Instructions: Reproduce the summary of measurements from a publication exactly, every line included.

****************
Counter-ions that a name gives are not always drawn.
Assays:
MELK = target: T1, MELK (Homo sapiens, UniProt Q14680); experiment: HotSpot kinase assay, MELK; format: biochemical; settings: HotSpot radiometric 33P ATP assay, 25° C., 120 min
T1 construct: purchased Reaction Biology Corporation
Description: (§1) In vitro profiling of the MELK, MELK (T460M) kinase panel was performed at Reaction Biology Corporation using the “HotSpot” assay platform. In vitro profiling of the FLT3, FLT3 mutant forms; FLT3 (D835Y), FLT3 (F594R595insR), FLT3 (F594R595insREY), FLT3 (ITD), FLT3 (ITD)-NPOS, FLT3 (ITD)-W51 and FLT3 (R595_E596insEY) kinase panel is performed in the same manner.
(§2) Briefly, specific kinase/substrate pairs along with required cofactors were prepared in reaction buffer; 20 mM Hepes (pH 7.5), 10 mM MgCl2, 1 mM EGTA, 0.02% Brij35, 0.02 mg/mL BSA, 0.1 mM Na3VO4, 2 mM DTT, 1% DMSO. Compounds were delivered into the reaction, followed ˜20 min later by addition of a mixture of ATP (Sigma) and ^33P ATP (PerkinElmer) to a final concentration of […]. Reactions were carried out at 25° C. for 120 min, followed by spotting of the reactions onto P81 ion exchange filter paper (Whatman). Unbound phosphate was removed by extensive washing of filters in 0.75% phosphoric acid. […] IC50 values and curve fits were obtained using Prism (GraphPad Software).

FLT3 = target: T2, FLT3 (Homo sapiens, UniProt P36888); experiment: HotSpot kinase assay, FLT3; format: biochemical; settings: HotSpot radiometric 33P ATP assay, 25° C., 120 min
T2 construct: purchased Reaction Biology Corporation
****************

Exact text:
Counter-ions that a name gives are not always drawn.
Assays:
MELK = target: T1, MELK (Homo sapiens, UniProt Q14680); experiment: HotSpot kinase assay, MELK; format: biochemical; settings: HotSpot radiometric 33P ATP assay, 25° C., 120 min
T1 construct: purchased Reaction Biology Corporation
Description: (§1) In vitro profiling of the MELK, MELK (T460M) kinase panel was performed at Reaction Biology Corporation using the “HotSpot” assay platform. In vitro profiling of the FLT3, FLT3 mutant forms; FLT3 (D835Y), FLT3 (F594R595insR), FLT3 (F594R595insREY), FLT3 (ITD), FLT3 (ITD)-NPOS, FLT3 (ITD)-W51 and FLT3 (R595_E596insEY) kinase panel is performed in the same manner.
(§2) Briefly, specific kinase/substrate pairs along with required cofactors were prepared in reaction buffer; 20 mM Hepes (pH 7.5), 10 mM MgCl2, 1 mM EGTA, 0.02% Brij35, 0.02 mg/mL BSA, 0.1 mM Na3VO4, 2 mM DTT, 1% DMSO. Compounds were delivered into the reaction, followed ˜20 min later by addition of a mixture of ATP (Sigma) and ^33P ATP (PerkinElmer) to a final concentration of […]. Reactions were carried out at 25° C. for 120 min, followed by spotting of the reactions onto P81 ion exchange filter paper (Whatman). Unbound phosphate was removed by extensive washing of filters in 0.75% phosphoric acid. […] IC50 values and curve fits were obtained using Prism (GraphPad Software).

FLT3 = target: T2, FLT3 (Homo sapiens, UniProt P36888); experiment: HotSpot kinase assay, FLT3; format: biochemical; settings: HotSpot radiometric 33P ATP assay, 25° C., 120 min
T2 construct: purchased Reaction Biology Corporation